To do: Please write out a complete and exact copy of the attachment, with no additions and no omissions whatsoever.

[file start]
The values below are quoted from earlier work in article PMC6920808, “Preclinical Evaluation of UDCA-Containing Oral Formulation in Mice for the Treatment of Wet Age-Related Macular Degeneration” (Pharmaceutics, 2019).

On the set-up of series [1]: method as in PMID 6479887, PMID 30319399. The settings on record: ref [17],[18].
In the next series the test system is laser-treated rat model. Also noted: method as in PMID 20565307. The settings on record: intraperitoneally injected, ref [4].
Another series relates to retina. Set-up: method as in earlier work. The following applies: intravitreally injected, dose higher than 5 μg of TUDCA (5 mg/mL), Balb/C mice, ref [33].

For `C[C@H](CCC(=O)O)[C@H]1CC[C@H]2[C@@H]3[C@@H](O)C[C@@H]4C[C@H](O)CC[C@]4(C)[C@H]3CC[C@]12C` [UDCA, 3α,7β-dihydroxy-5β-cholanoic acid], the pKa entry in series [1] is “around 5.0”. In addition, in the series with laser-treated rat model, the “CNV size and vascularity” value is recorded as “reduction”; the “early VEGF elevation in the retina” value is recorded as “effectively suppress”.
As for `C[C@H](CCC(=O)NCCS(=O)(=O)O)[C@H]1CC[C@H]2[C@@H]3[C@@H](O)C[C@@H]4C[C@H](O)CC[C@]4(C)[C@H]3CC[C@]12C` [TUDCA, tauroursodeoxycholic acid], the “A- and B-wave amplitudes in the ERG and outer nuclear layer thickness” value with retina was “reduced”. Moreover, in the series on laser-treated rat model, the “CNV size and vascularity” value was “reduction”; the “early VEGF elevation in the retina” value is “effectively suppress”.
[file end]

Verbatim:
The values below are quoted from earlier work in article PMC6920808, “Preclinical Evaluation of UDCA-Containing Oral Formulation in Mice for the Treatment of Wet Age-Related Macular Degeneration” (Pharmaceutics, 2019).

On the set-up of series [1]: method as in PMID 6479887, PMID 30319399. The settings on record: ref [17],[18].
In the next series the test system is laser-treated rat model. Also noted: method as in PMID 20565307. The settings on record: intraperitoneally injected, ref [4].
Another series relates to retina. Set-up: method as in earlier work. The following applies: intravitreally injected, dose higher than 5 μg of TUDCA (5 mg/mL), Balb/C mice, ref [33].

For `C[C@H](CCC(=O)O)[C@H]1CC[C@H]2[C@@H]3[C@@H](O)C[C@@H]4C[C@H](O)CC[C@]4(C)[C@H]3CC[C@]12C` [UDCA, 3α,7β-dihydroxy-5β-cholanoic acid], the pKa entry in series [1] is “around 5.0”. In addition, in the series with laser-treated rat model, the “CNV size and vascularity” value is recorded as “reduction”; the “early VEGF elevation in the retina” value is recorded as “effectively suppress”.
As for `C[C@H](CCC(=O)NCCS(=O)(=O)O)[C@H]1CC[C@H]2[C@@H]3[C@@H](O)C[C@@H]4C[C@H](O)CC[C@]4(C)[C@H]3CC[C@]12C` [TUDCA, tauroursodeoxycholic acid], the “A- and B-wave amplitudes in the ERG and outer nuclear layer thickness” value with retina was “reduced”. Moreover, in the series on laser-treated rat model, the “CNV size and vascularity” value was “reduction”; the “early VEGF elevation in the retina” value is “effectively suppress”.